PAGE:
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Can Insurance Programs Increase Consumption in Rural Areas?
From the Feb 2020 edition of Chinese Rural Economy: Migrant workers with insurance report higher life satisfaction levels, farmers with insurance consume more, and other research
Some readers have told me they would like to have a snapshot of everything published in a top Chinese-language academic journal after it is released, in addition to the 4-5 articles I choose to translate and summarize each month.
I'm going to attempt to do that by summarizing the abstracts. I will try my best to keep up as journals publish.
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Today, we start with the February 2020 edition of Chinese Rural Economy, which is published by the Rural Development Institute of the Chinese Academy of Social Sciences. February's edition includes:
Can the Purchase of Social Insurance Improve the Subjective Well-being of Migrant Workers?
Using survey data from 2,942 migrant workers, researchers from Tongji University report that migrant workers who purchased different forms of social insurance reported 21.7 percent higher life satisfaction than those that did not. Buying medical insurance had the highest marginal effect on improving satisfaction levels, followed by pension insurance. Disability insurance had the least impact.
The Impact of Medical Insurance on Household Consumption of Farmers and Herdsmen from the Perspective of Targeted Poverty Alleviation
In this study involving 730 farmers and herdsmen in Inner Mongolia, researchers from China Agricultural University and Inner Mongolia Agricultural University write that having medical insurance significantly increases farmer and herdsmen consumer confidence levels, household consumption levels, and quality of life. Having medical insurance leads to a significant increase in the consumption of medical services and food purchases among poor households. Among non-poor households, having medical insurance also increases in expenditures in other categories.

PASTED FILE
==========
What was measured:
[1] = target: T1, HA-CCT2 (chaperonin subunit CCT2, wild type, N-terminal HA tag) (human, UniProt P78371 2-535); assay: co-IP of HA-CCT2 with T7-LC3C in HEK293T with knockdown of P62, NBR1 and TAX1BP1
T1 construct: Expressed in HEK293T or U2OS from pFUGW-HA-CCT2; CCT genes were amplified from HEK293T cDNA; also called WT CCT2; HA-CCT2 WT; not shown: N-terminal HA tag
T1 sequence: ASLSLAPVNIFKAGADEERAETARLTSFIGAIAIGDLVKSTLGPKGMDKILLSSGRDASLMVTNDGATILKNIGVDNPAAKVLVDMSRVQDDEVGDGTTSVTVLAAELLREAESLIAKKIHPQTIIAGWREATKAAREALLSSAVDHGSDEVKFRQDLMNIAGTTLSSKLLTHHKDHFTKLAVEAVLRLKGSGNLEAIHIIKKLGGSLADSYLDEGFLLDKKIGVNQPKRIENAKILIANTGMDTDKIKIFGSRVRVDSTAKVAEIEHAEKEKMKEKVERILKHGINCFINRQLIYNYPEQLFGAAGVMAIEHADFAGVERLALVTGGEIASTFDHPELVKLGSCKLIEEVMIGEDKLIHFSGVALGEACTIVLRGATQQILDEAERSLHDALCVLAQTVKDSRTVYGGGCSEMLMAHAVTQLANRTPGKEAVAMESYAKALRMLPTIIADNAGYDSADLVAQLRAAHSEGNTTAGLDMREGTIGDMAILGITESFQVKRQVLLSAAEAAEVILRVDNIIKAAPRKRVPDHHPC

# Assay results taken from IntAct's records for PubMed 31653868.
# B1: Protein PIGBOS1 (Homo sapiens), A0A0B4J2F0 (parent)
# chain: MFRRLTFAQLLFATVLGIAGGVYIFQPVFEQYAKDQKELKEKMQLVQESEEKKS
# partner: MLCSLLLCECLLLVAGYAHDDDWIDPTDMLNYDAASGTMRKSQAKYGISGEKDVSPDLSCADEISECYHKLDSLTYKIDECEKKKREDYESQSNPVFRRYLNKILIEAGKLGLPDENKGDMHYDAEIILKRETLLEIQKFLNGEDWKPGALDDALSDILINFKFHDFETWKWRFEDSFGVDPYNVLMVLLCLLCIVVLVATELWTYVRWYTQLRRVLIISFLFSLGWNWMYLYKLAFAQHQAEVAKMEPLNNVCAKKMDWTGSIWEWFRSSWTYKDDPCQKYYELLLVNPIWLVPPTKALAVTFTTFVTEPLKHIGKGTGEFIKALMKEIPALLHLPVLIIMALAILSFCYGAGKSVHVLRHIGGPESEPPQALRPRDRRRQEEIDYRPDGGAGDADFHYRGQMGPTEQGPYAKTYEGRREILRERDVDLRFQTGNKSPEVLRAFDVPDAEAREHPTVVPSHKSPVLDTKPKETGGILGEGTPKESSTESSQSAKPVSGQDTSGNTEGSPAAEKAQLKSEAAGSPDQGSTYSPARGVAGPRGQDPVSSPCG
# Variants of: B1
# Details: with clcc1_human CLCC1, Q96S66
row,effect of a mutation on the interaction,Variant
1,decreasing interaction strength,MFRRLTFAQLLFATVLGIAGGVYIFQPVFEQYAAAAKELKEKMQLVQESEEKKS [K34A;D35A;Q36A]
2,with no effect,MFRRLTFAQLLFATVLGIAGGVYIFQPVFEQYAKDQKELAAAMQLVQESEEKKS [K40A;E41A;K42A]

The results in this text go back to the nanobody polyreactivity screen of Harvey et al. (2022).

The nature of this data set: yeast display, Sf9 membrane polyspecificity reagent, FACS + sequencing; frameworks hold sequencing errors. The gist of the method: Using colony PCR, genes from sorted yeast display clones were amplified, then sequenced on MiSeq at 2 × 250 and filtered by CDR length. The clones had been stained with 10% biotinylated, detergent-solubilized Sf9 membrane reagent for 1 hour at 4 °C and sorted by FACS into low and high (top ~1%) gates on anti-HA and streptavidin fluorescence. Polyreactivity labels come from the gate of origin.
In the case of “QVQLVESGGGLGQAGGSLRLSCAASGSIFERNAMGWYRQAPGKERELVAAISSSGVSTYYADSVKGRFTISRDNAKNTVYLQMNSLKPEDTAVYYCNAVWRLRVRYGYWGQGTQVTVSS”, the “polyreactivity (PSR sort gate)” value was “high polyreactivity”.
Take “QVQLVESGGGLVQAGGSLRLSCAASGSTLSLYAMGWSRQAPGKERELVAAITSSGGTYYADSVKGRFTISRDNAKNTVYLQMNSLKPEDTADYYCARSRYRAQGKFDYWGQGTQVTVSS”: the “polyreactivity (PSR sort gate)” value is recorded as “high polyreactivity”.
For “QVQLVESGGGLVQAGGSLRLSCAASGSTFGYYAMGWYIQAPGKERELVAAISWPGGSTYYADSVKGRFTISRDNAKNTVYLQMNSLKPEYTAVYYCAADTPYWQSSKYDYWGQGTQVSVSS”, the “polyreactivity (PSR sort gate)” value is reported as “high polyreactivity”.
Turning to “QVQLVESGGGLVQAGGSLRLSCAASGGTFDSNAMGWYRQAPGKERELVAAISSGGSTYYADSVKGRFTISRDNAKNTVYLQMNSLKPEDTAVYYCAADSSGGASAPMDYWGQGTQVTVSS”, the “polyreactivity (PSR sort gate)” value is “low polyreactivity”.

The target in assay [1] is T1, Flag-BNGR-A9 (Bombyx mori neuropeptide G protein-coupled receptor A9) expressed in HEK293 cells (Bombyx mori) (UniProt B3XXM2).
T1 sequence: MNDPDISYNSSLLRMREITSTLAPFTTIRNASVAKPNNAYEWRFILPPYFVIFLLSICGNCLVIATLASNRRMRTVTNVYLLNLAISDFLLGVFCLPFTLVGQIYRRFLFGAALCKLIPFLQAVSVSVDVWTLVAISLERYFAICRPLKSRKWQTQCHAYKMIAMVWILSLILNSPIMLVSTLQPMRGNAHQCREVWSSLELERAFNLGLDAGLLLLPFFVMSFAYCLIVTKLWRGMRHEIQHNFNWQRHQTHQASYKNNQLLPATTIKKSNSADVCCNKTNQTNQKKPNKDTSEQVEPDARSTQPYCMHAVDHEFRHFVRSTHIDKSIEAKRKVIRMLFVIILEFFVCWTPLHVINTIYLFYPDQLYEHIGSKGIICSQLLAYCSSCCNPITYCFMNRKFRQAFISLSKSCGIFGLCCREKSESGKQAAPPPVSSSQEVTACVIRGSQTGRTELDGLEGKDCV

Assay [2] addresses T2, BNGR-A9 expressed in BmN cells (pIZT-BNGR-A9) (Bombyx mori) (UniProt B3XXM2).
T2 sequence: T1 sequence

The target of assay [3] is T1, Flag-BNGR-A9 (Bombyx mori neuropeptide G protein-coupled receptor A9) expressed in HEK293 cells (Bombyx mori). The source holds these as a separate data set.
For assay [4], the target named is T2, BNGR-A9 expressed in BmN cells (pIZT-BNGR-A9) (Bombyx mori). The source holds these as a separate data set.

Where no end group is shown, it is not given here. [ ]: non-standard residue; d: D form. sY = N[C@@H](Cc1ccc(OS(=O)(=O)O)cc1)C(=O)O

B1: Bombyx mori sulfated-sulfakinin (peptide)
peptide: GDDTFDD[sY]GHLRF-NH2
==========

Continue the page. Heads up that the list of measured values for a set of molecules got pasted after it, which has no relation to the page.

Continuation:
The Necessity and Realization Path of the Integration of Urban and Rural Social Governance
Dang Guoying, from CASS, writes that differences in urban and rural governance systems will lead to a lack of economic efficiency, a lack of social equality, and social instability. He says that China can address these challenges by better integrating rural areas with urban areas.
The Research on the Rural Revitalization Path Based on Collaboration, Participation and Common Interests
Sichuan University professors write that social governance models that involve multi-party participation, including government, villagers, and markets, should be implemented in rural areas to promote farmers' well-being and economic development.
Cooperative Types, Governance Mechanisms, and Operating Performance
South China Agricultural University researchers interviewed 221 cooperatives in prefecture-level cities. Cooperatives that used "contractual governance" systems had higher operating performance than those that used "relational governance" systems.
Does Internet Use Improve Rural Households' Entrepreneurial Performance?
In this study, researchers from Northwest Agriculture and Forestry University collected survey data from 831 entrepreneurial households in rural areas in Shaanxi, Ningxia, and Shandong provinces. They report that the ability to purchase items via the Internet has a more significant impact on entrepreneurial performance among rural entrepreneurs than the ability to sell items via the Internet.
Agricultural Chemical Reduction: The Logic of Scaling Farming Operations
Researchers from South China Agriculture University and Huazhong Agricultural University write that when farmers' plots increase in size, they tend to use fewer chemicals as they scale. To reduce overall chemical use, the authors recommend more joint agricultural planning among farmers.
Insisting on the General Direction of Collective Ownership of Socialist Rural Land: Comments on Four Wrong Ideas on Land Privatization
Cheng Enfu from the University of the Chinese Academy of Social Sciences and Zhang Yang from Hebei Finance University make a legal and economic argument against the privatization of rural land, including against initiatives that some scholars advertise as "land reform," but are instead attempts at privatization in "disguise."
Can Protective Investment Promote Tourism Development of Forest Parks?
Researchers from Beijing Forestry University analyze forest park data from 2010-2016 to determine the effect that investments to protect forests have on tourism. They find that investments to protect forests tend to not bring a significant increase in tourism income or number of tourists, and can instead often contribute to a decrease in tourism income.
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